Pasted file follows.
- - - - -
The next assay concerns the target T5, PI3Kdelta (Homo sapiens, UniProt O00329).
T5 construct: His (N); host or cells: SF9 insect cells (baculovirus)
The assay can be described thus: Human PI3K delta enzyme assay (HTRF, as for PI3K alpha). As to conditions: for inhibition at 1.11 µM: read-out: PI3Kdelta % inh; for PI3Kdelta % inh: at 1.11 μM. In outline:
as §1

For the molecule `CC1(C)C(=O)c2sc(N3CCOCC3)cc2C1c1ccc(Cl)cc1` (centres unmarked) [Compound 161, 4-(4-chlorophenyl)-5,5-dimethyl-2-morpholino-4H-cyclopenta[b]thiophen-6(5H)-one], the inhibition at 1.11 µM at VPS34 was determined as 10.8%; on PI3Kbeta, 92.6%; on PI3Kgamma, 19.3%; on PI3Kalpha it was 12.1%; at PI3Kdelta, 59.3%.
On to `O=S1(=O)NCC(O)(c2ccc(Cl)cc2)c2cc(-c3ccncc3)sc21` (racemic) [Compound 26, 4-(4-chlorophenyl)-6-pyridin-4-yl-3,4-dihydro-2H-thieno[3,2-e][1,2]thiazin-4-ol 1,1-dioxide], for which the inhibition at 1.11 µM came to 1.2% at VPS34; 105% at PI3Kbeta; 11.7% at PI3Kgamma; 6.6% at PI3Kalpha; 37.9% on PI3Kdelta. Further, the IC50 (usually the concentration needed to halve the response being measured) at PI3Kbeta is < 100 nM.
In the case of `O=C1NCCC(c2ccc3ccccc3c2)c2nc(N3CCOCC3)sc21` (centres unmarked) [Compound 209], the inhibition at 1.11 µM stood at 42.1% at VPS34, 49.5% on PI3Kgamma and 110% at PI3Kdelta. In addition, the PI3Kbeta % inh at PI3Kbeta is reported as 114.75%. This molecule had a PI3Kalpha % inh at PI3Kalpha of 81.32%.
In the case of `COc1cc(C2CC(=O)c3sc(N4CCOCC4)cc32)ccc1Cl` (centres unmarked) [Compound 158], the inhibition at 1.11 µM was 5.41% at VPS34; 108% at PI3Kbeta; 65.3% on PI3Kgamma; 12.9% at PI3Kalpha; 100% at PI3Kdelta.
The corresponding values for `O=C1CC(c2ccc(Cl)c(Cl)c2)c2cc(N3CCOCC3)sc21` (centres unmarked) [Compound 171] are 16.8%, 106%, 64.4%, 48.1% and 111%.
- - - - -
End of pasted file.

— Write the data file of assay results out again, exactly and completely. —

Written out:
The next assay concerns the target T5, PI3Kdelta (Homo sapiens, UniProt O00329).
T5 construct: His (N); host or cells: SF9 insect cells (baculovirus)
The assay can be described thus: Human PI3K delta enzyme assay (HTRF, as for PI3K alpha). As to conditions: for inhibition at 1.11 µM: read-out: PI3Kdelta % inh; for PI3Kdelta % inh: at 1.11 μM. In outline:
as §1

For the molecule `CC1(C)C(=O)c2sc(N3CCOCC3)cc2C1c1ccc(Cl)cc1` (centres unmarked) [Compound 161, 4-(4-chlorophenyl)-5,5-dimethyl-2-morpholino-4H-cyclopenta[b]thiophen-6(5H)-one], the inhibition at 1.11 µM at VPS34 was determined as 10.8%; on PI3Kbeta, 92.6%; on PI3Kgamma, 19.3%; on PI3Kalpha it was 12.1%; at PI3Kdelta, 59.3%.
On to `O=S1(=O)NCC(O)(c2ccc(Cl)cc2)c2cc(-c3ccncc3)sc21` (racemic) [Compound 26, 4-(4-chlorophenyl)-6-pyridin-4-yl-3,4-dihydro-2H-thieno[3,2-e][1,2]thiazin-4-ol 1,1-dioxide], for which the inhibition at 1.11 µM came to 1.2% at VPS34; 105% at PI3Kbeta; 11.7% at PI3Kgamma; 6.6% at PI3Kalpha; 37.9% on PI3Kdelta. Further, the IC50 (usually the concentration needed to halve the response being measured) at PI3Kbeta is < 100 nM.
In the case of `O=C1NCCC(c2ccc3ccccc3c2)c2nc(N3CCOCC3)sc21` (centres unmarked) [Compound 209], the inhibition at 1.11 µM stood at 42.1% at VPS34, 49.5% on PI3Kgamma and 110% at PI3Kdelta. In addition, the PI3Kbeta % inh at PI3Kbeta is reported as 114.75%. This molecule had a PI3Kalpha % inh at PI3Kalpha of 81.32%.
In the case of `COc1cc(C2CC(=O)c3sc(N4CCOCC4)cc32)ccc1Cl` (centres unmarked) [Compound 158], the inhibition at 1.11 µM was 5.41% at VPS34; 108% at PI3Kbeta; 65.3% on PI3Kgamma; 12.9% at PI3Kalpha; 100% at PI3Kdelta.
The corresponding values for `O=C1CC(c2ccc(Cl)c(Cl)c2)c2cc(N3CCOCC3)sc21` (centres unmarked) [Compound 171] are 16.8%, 106%, 64.4%, 48.1% and 111%.